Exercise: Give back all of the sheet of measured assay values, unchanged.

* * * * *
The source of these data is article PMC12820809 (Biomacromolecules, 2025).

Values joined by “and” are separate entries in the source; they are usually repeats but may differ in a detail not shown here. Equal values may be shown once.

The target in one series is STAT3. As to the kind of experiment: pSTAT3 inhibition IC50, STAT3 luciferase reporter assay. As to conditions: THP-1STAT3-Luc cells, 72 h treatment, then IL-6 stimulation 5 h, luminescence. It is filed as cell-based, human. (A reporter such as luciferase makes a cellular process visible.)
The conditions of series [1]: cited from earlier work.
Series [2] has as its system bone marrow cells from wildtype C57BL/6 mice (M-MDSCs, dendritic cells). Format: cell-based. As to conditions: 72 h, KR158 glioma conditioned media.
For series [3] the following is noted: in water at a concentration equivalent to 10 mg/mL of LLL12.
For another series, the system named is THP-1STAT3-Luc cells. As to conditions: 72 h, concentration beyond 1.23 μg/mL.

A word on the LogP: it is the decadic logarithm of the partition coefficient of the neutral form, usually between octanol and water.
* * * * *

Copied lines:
The source of these data is article PMC12820809 (Biomacromolecules, 2025).

Values joined by “and” are separate entries in the source; they are usually repeats but may differ in a detail not shown here. Equal values may be shown once.

The target in one series is STAT3. As to the kind of experiment: pSTAT3 inhibition IC50, STAT3 luciferase reporter assay. As to conditions: THP-1STAT3-Luc cells, 72 h treatment, then IL-6 stimulation 5 h, luminescence. It is filed as cell-based, human. (A reporter such as luciferase makes a cellular process visible.)
The conditions of series [1]: cited from earlier work.
Series [2] has as its system bone marrow cells from wildtype C57BL/6 mice (M-MDSCs, dendritic cells). Format: cell-based. As to conditions: 72 h, KR158 glioma conditioned media.
For series [3] the following is noted: in water at a concentration equivalent to 10 mg/mL of LLL12.
For another series, the system named is THP-1STAT3-Luc cells. As to conditions: 72 h, concentration beyond 1.23 μg/mL.

A word on the LogP: it is the decadic logarithm of the partition coefficient of the neutral form, usually between octanol and water.